Canelo Alvarez
Canelo Alvarez (left) and Alfredo Angulo pose during a press conference held at the Los Angeles Central Public Library. Jayne Kamin-Oncea-USA TODAY Sports

Canelo Alvarez
Canelo Alvarez (left) and Alfredo Angulo pose during a press conference held at the Los Angeles Central Public Library. Jayne Kamin-Oncea-USA TODAY Sports

At first glance, it is hard to talk about a “comeback trail” for a 23 year-old fighter, but that’s exactly what Saul “Canelo” Alvarez is embarking on right now as he looks forward to leave behind his first career defeat at the hands of Floyd Mayweather Jr. last September.

After a few rounds of the usual speculations and rumors, Canelo finally chose to continue his career with a fight against fellow Mexican former champ Alfredo Angulo (22-3, 18 KO), leaving money on the table after rejecting more lucrative bouts against the likes of Sergio Martinez and Miguel Cotto (and probably sending them both on a collision course of their own).

Aside from the considerations of Angulo as the right opponent for this stage of his career in regards to his boxing style, it can be said that he is also the right opponent for Alvarez (42-1-1, 30 KO) to test his pay-per-view appeal once again now that he is no longer undefeated. Other than the loss of his undefeated status, the fight against Mayweather was a huge success, with record-breaking numbers across the board in every category from pay-per-view buys to closed-circuit tickets sold and beyond.

But even as much as Canelo is an established headliner in his own right, the focus should now be on his ability to attract paying customers during the next stretch of his career, regardless of his performance or his unbeaten record. With Mayweather already having posted the expiration date on his career, and both Miguel Cotto and Manny Pacquiao being one defeat (or one disappointing victory) away from considering retirement, Canelo is expected to step up and be one of the industry’s biggest attractions.

Angulo seems to be a good choice for this task. Other than Cotto and Martinez, Canelo’s short list of possible opponents included guys like Erislandy Lara, a slick technical fighter in the mold of Austin Trout and Mayweather, two fighters against whom Canelo failed to impress. The fact that Angulo was defeated by Lara in his last fight is further proof of the fact that Team Canelo made its choice based on performance and willingness to trade leather rather than on the opponent’s record and other achievements. This does not diminish the fact that Lara vs. Canelo will remain overdue, but it is clear that Canelo chose an opponent with whom he can go back to his brawling ways, which is definitely his comfort zone.

Adding even more allure to the fight is the fact that Angulo features the very desirable combination of punching power and a relatively weak (or maybe just recently weakened) chin. His hunger is never in question either, and that will complete the prospect of a good departure from Mayweather’s defensive, come-get-me approach that rubbed so many of Canelo’s fans the wrong way.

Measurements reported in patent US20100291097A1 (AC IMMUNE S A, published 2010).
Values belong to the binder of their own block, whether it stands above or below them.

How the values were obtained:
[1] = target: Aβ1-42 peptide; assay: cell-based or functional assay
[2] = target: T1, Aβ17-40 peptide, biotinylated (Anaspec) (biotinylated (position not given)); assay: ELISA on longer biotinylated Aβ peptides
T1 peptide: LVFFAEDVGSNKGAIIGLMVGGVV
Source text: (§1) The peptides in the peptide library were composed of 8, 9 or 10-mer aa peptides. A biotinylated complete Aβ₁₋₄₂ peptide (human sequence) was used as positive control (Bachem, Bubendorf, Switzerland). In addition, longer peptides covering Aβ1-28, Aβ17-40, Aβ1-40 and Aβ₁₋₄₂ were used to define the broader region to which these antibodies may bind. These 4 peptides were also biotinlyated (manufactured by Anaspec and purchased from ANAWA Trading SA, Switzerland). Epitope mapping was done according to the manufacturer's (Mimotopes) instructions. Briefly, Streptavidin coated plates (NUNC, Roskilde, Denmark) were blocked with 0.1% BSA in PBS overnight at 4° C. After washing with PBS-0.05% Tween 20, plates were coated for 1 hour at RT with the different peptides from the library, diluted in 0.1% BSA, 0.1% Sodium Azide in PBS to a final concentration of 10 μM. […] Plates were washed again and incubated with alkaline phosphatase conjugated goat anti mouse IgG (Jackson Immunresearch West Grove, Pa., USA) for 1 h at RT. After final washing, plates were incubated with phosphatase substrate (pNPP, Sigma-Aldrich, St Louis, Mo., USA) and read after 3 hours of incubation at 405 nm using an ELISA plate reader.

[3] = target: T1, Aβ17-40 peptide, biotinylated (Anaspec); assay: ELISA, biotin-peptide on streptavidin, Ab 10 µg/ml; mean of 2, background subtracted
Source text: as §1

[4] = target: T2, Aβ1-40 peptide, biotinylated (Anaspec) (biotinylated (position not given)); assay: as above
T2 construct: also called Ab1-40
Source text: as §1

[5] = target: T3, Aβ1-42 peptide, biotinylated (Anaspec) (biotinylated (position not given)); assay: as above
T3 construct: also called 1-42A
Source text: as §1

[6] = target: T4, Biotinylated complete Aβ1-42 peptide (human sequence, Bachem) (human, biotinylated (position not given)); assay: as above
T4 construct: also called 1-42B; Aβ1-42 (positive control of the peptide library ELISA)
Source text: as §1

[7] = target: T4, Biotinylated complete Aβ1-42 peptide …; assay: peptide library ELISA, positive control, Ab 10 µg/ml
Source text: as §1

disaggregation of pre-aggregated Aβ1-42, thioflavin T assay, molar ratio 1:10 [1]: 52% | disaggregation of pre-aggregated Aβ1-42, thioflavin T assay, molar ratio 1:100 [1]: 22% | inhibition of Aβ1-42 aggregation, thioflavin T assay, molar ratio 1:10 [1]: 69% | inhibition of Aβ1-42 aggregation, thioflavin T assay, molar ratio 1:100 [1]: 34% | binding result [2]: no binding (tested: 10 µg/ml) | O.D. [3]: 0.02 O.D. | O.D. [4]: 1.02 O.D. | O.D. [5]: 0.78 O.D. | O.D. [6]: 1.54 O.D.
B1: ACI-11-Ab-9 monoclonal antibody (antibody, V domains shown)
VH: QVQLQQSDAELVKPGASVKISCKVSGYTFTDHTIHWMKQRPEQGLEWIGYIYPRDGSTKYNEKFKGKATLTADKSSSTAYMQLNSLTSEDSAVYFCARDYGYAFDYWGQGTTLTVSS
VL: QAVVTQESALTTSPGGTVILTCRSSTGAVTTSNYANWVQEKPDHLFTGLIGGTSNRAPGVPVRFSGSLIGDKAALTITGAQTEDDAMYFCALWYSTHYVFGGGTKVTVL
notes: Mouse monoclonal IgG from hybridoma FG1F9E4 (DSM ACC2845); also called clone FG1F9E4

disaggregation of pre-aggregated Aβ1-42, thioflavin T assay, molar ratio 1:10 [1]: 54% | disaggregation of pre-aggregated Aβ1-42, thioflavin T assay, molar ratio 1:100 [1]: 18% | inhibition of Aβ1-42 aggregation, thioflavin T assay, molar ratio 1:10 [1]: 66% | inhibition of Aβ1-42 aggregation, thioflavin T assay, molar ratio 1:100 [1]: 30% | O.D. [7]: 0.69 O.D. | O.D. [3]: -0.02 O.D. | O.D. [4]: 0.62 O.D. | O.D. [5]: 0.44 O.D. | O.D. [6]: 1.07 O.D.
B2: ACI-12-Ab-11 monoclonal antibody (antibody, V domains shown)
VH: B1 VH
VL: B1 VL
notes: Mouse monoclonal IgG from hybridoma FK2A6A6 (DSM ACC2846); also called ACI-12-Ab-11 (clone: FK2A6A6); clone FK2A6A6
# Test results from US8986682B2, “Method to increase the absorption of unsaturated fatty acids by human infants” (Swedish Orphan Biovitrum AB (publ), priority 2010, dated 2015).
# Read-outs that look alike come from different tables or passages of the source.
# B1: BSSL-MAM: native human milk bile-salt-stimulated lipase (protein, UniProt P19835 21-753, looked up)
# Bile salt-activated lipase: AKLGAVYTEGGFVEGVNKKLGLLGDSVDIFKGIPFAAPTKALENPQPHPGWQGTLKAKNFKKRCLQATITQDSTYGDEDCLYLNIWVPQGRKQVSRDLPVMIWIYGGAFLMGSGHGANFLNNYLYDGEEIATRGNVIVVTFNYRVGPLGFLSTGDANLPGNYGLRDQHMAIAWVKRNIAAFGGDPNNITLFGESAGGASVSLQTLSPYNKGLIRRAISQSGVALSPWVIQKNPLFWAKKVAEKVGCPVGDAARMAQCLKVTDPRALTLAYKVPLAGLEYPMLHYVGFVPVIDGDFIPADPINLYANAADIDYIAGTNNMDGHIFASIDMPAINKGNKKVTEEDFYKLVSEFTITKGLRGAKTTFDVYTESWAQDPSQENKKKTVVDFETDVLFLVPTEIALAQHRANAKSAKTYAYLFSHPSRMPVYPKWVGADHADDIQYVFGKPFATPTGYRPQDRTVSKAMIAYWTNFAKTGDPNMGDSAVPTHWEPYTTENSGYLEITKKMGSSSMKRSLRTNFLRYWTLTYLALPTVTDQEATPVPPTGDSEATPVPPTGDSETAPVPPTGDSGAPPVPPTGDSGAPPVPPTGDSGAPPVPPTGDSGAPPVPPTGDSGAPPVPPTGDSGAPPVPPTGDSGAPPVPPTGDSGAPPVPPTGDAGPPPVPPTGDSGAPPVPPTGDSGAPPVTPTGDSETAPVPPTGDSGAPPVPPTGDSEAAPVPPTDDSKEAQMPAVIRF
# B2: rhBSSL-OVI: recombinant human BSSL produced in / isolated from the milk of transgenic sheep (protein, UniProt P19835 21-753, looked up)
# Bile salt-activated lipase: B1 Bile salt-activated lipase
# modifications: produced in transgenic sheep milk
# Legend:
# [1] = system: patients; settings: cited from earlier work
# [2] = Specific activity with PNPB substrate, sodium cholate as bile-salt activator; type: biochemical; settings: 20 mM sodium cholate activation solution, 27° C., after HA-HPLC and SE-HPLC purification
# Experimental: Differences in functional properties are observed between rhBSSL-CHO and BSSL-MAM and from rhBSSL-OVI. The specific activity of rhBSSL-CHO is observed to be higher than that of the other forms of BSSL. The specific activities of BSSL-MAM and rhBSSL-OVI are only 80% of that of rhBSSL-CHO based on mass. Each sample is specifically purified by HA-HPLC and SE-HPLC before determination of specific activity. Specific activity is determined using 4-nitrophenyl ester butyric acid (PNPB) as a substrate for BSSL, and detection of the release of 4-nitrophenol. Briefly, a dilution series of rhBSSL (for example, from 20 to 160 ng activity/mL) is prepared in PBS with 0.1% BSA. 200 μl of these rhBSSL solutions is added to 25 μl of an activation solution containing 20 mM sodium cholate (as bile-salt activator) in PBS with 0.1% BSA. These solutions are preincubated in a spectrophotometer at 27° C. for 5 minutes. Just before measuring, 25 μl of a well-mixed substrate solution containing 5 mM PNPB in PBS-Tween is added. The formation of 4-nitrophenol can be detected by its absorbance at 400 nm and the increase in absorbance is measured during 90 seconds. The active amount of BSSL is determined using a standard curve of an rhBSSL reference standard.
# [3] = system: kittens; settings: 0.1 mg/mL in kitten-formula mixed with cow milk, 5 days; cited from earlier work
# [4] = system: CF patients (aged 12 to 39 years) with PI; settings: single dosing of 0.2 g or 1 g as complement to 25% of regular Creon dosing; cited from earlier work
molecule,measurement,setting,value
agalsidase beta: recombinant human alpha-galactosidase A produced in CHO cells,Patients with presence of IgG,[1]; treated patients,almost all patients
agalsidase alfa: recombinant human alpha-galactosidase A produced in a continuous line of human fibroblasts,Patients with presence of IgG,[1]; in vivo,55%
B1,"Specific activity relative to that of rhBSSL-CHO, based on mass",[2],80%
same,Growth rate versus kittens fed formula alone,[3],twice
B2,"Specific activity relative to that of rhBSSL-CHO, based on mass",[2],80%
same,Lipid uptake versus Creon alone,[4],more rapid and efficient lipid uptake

The selection process for Canelo’s opponents looms as a big issue in the next few years. With Alvarez, we’re talking about a 23 year-old guy with the potential of being a top draw for the next 10 years at record-level pay-per-view territory. “You won’t see someone running away from me in the ring”, said Canelo about his opponent, and we can expect this to be one of his main concerns in his choosing of foes in the next few years, to suit his aggressive and entertaining style.

In other situations, such cherry-picking would be hardly tolerated, but that’s one of the perks of being a fighter who keeps breaking TV audience records at home (with highs of up to 77 percent of households tuning in) and is already one-half of one of the most lucrative fights ever against Mayweather.

So far, measuring Canelo’s drawing power has been a tough assignment given that he has topped the bill only twice in his pay-per-view career (against Trout and Josesito Lopez), both with very good results but very distant to those events in which he had to share the spotlight with a fellow headliner. But now, the time has come to allow Canelo to develop his own style, his own following (at least in the US) and build his own reputation as a win-or-lose TV attraction much in the style of predecessors like Oscar de la Hoya or Miguel Cotto. And that’s one of the lessons Canelo has probably learned from his last fight.

“I can’t tell you all the things I learned from my last fight [against Floyd Mayweather on a record-shattering pay-per-view event last September]”, said Alvarez recently, “but there is a long list. I don’t take it as a loss. I take it as a learning experience. And that is what’s going to keep me going. That’s the greatest thing about this sport. You learn and you move on”.

In the interest of moving on, Angulo may just be the perfect partner to measure his current market value. The young cinnamon-freckled boxer has already shown he is much more than just a spice, a side dish, or even a regional delight. He is the main course, and now is the time to test the appetite of boxing fans worldwide.